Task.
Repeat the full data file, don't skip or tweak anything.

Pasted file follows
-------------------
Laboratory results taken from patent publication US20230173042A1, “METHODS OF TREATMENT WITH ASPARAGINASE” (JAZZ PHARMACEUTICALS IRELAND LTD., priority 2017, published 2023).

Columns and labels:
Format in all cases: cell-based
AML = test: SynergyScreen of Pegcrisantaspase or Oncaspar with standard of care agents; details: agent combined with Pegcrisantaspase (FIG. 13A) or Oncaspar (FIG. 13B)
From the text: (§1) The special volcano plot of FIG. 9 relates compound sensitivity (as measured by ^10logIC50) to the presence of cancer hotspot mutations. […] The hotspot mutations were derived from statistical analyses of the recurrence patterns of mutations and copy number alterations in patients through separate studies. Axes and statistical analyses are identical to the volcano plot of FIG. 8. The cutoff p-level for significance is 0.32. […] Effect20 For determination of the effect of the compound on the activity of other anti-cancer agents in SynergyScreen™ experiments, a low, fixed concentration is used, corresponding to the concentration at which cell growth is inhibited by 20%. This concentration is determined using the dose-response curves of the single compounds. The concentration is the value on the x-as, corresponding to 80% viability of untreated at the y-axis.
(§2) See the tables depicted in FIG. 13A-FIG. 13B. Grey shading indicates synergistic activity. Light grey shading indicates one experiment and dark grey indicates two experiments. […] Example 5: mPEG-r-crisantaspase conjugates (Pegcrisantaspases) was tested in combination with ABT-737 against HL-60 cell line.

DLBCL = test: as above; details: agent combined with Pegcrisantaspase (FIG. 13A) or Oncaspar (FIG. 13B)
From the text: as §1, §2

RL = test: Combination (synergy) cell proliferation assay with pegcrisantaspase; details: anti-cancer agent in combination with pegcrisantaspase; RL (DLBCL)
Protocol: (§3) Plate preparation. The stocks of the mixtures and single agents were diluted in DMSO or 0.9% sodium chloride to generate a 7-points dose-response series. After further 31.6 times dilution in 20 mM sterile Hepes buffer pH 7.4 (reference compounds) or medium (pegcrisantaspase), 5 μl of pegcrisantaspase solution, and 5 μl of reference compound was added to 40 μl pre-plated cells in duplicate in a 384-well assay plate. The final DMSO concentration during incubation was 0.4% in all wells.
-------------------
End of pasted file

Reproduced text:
Laboratory results taken from patent publication US20230173042A1, “METHODS OF TREATMENT WITH ASPARAGINASE” (JAZZ PHARMACEUTICALS IRELAND LTD., priority 2017, published 2023).

Columns and labels:
Format in all cases: cell-based
AML = test: SynergyScreen of Pegcrisantaspase or Oncaspar with standard of care agents; details: agent combined with Pegcrisantaspase (FIG. 13A) or Oncaspar (FIG. 13B)
From the text: (§1) The special volcano plot of FIG. 9 relates compound sensitivity (as measured by ^10logIC50) to the presence of cancer hotspot mutations. […] The hotspot mutations were derived from statistical analyses of the recurrence patterns of mutations and copy number alterations in patients through separate studies. Axes and statistical analyses are identical to the volcano plot of FIG. 8. The cutoff p-level for significance is 0.32. […] Effect20 For determination of the effect of the compound on the activity of other anti-cancer agents in SynergyScreen™ experiments, a low, fixed concentration is used, corresponding to the concentration at which cell growth is inhibited by 20%. This concentration is determined using the dose-response curves of the single compounds. The concentration is the value on the x-as, corresponding to 80% viability of untreated at the y-axis.
(§2) See the tables depicted in FIG. 13A-FIG. 13B. Grey shading indicates synergistic activity. Light grey shading indicates one experiment and dark grey indicates two experiments. […] Example 5: mPEG-r-crisantaspase conjugates (Pegcrisantaspases) was tested in combination with ABT-737 against HL-60 cell line.

DLBCL = test: as above; details: agent combined with Pegcrisantaspase (FIG. 13A) or Oncaspar (FIG. 13B)
From the text: as §1, §2

RL = test: Combination (synergy) cell proliferation assay with pegcrisantaspase; details: anti-cancer agent in combination with pegcrisantaspase; RL (DLBCL)
Protocol: (§3) Plate preparation. The stocks of the mixtures and single agents were diluted in DMSO or 0.9% sodium chloride to generate a 7-points dose-response series. After further 31.6 times dilution in 20 mM sterile Hepes buffer pH 7.4 (reference compounds) or medium (pegcrisantaspase), 5 μl of pegcrisantaspase solution, and 5 μl of reference compound was added to 40 μl pre-plated cells in duplicate in a 384-well assay plate. The final DMSO concentration during incubation was 0.4% in all wells.